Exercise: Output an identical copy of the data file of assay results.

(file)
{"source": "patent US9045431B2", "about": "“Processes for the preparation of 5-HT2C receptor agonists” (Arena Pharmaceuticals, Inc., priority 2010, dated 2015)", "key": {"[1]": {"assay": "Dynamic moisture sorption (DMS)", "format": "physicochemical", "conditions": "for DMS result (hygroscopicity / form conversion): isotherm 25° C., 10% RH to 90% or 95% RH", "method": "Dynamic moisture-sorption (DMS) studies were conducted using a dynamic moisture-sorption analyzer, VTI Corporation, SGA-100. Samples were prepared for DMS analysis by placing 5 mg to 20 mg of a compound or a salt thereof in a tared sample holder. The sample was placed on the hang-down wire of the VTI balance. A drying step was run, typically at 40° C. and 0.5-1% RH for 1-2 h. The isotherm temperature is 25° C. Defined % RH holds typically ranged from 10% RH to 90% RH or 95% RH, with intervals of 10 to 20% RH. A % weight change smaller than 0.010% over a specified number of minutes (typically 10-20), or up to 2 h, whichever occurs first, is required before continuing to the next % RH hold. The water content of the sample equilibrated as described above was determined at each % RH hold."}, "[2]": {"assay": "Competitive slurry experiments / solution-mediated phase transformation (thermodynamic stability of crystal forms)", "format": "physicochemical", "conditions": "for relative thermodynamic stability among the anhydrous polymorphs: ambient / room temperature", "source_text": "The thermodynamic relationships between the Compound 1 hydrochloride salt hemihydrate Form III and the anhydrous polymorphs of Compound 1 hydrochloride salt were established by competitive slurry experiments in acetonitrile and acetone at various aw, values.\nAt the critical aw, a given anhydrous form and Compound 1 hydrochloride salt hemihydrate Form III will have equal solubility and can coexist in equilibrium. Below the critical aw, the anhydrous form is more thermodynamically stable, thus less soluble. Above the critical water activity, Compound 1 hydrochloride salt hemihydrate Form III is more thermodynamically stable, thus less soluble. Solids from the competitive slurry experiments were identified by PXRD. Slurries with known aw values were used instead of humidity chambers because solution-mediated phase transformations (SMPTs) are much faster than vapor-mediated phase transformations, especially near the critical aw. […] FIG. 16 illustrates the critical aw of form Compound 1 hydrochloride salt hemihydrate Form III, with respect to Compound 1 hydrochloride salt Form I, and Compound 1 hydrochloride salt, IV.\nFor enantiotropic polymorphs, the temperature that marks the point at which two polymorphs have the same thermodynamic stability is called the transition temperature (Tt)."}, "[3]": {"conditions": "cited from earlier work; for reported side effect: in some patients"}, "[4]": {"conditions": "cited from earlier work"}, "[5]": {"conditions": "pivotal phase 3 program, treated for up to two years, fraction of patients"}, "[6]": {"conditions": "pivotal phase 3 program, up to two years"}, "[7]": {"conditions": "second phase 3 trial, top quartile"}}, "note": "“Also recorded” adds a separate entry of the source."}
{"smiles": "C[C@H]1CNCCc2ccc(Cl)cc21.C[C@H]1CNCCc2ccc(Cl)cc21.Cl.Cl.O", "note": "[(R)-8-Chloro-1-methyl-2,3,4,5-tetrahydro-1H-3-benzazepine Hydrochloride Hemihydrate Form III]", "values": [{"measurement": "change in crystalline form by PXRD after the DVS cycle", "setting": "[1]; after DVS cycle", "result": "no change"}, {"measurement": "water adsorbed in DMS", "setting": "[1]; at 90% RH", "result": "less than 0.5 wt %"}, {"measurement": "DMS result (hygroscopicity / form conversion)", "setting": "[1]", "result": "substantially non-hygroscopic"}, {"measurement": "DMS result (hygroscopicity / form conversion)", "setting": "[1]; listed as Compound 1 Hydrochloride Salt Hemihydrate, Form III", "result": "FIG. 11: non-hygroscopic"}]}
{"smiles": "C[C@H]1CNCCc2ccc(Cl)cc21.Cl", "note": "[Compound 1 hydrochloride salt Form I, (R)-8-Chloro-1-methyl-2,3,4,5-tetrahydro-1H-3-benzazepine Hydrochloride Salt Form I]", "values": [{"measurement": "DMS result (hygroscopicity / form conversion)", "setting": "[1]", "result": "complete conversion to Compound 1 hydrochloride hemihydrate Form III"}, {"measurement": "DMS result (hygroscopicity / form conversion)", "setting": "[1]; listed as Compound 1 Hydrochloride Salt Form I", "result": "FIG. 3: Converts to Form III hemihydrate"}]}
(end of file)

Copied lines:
{"source": "patent US9045431B2", "about": "“Processes for the preparation of 5-HT2C receptor agonists” (Arena Pharmaceuticals, Inc., priority 2010, dated 2015)", "key": {"[1]": {"assay": "Dynamic moisture sorption (DMS)", "format": "physicochemical", "conditions": "for DMS result (hygroscopicity / form conversion): isotherm 25° C., 10% RH to 90% or 95% RH", "method": "Dynamic moisture-sorption (DMS) studies were conducted using a dynamic moisture-sorption analyzer, VTI Corporation, SGA-100. Samples were prepared for DMS analysis by placing 5 mg to 20 mg of a compound or a salt thereof in a tared sample holder. The sample was placed on the hang-down wire of the VTI balance. A drying step was run, typically at 40° C. and 0.5-1% RH for 1-2 h. The isotherm temperature is 25° C. Defined % RH holds typically ranged from 10% RH to 90% RH or 95% RH, with intervals of 10 to 20% RH. A % weight change smaller than 0.010% over a specified number of minutes (typically 10-20), or up to 2 h, whichever occurs first, is required before continuing to the next % RH hold. The water content of the sample equilibrated as described above was determined at each % RH hold."}, "[2]": {"assay": "Competitive slurry experiments / solution-mediated phase transformation (thermodynamic stability of crystal forms)", "format": "physicochemical", "conditions": "for relative thermodynamic stability among the anhydrous polymorphs: ambient / room temperature", "source_text": "The thermodynamic relationships between the Compound 1 hydrochloride salt hemihydrate Form III and the anhydrous polymorphs of Compound 1 hydrochloride salt were established by competitive slurry experiments in acetonitrile and acetone at various aw, values.\nAt the critical aw, a given anhydrous form and Compound 1 hydrochloride salt hemihydrate Form III will have equal solubility and can coexist in equilibrium. Below the critical aw, the anhydrous form is more thermodynamically stable, thus less soluble. Above the critical water activity, Compound 1 hydrochloride salt hemihydrate Form III is more thermodynamically stable, thus less soluble. Solids from the competitive slurry experiments were identified by PXRD. Slurries with known aw values were used instead of humidity chambers because solution-mediated phase transformations (SMPTs) are much faster than vapor-mediated phase transformations, especially near the critical aw. […] FIG. 16 illustrates the critical aw of form Compound 1 hydrochloride salt hemihydrate Form III, with respect to Compound 1 hydrochloride salt Form I, and Compound 1 hydrochloride salt, IV.\nFor enantiotropic polymorphs, the temperature that marks the point at which two polymorphs have the same thermodynamic stability is called the transition temperature (Tt)."}, "[3]": {"conditions": "cited from earlier work; for reported side effect: in some patients"}, "[4]": {"conditions": "cited from earlier work"}, "[5]": {"conditions": "pivotal phase 3 program, treated for up to two years, fraction of patients"}, "[6]": {"conditions": "pivotal phase 3 program, up to two years"}, "[7]": {"conditions": "second phase 3 trial, top quartile"}}, "note": "“Also recorded” adds a separate entry of the source."}
{"smiles": "C[C@H]1CNCCc2ccc(Cl)cc21.C[C@H]1CNCCc2ccc(Cl)cc21.Cl.Cl.O", "note": "[(R)-8-Chloro-1-methyl-2,3,4,5-tetrahydro-1H-3-benzazepine Hydrochloride Hemihydrate Form III]", "values": [{"measurement": "change in crystalline form by PXRD after the DVS cycle", "setting": "[1]; after DVS cycle", "result": "no change"}, {"measurement": "water adsorbed in DMS", "setting": "[1]; at 90% RH", "result": "less than 0.5 wt %"}, {"measurement": "DMS result (hygroscopicity / form conversion)", "setting": "[1]", "result": "substantially non-hygroscopic"}, {"measurement": "DMS result (hygroscopicity / form conversion)", "setting": "[1]; listed as Compound 1 Hydrochloride Salt Hemihydrate, Form III", "result": "FIG. 11: non-hygroscopic"}]}
{"smiles": "C[C@H]1CNCCc2ccc(Cl)cc21.Cl", "note": "[Compound 1 hydrochloride salt Form I, (R)-8-Chloro-1-methyl-2,3,4,5-tetrahydro-1H-3-benzazepine Hydrochloride Salt Form I]", "values": [{"measurement": "DMS result (hygroscopicity / form conversion)", "setting": "[1]", "result": "complete conversion to Compound 1 hydrochloride hemihydrate Form III"}, {"measurement": "DMS result (hygroscopicity / form conversion)", "setting": "[1]; listed as Compound 1 Hydrochloride Salt Form I", "result": "FIG. 3: Converts to Form III hemihydrate"}]}